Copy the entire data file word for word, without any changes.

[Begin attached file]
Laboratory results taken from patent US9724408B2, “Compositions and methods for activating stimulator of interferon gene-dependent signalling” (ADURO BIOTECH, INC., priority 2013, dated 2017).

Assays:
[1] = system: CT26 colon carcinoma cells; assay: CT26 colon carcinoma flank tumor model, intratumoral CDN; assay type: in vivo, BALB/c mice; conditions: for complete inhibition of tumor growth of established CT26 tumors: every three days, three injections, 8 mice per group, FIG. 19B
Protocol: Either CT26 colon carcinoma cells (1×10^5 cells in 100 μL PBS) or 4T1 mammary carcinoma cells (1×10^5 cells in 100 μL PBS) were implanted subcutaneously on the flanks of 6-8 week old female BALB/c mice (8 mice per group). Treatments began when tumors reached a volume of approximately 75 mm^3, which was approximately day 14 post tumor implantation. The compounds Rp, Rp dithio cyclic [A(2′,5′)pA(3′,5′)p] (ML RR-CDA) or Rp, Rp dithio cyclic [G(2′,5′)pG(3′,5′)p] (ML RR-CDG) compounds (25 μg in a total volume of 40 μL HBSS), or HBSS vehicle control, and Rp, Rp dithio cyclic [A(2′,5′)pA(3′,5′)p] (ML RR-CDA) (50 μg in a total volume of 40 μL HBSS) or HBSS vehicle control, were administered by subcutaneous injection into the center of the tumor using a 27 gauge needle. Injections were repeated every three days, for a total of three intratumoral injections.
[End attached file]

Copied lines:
Laboratory results taken from patent US9724408B2, “Compositions and methods for activating stimulator of interferon gene-dependent signalling” (ADURO BIOTECH, INC., priority 2013, dated 2017).

Assays:
[1] = system: CT26 colon carcinoma cells; assay: CT26 colon carcinoma flank tumor model, intratumoral CDN; assay type: in vivo, BALB/c mice; conditions: for complete inhibition of tumor growth of established CT26 tumors: every three days, three injections, 8 mice per group, FIG. 19B
Protocol: Either CT26 colon carcinoma cells (1×10^5 cells in 100 μL PBS) or 4T1 mammary carcinoma cells (1×10^5 cells in 100 μL PBS) were implanted subcutaneously on the flanks of 6-8 week old female BALB/c mice (8 mice per group). Treatments began when tumors reached a volume of approximately 75 mm^3, which was approximately day 14 post tumor implantation. The compounds Rp, Rp dithio cyclic [A(2′,5′)pA(3′,5′)p] (ML RR-CDA) or Rp, Rp dithio cyclic [G(2′,5′)pG(3′,5′)p] (ML RR-CDG) compounds (25 μg in a total volume of 40 μL HBSS), or HBSS vehicle control, and Rp, Rp dithio cyclic [A(2′,5′)pA(3′,5′)p] (ML RR-CDA) (50 μg in a total volume of 40 μL HBSS) or HBSS vehicle control, were administered by subcutaneous injection into the center of the tumor using a 27 gauge needle. Injections were repeated every three days, for a total of three intratumoral injections.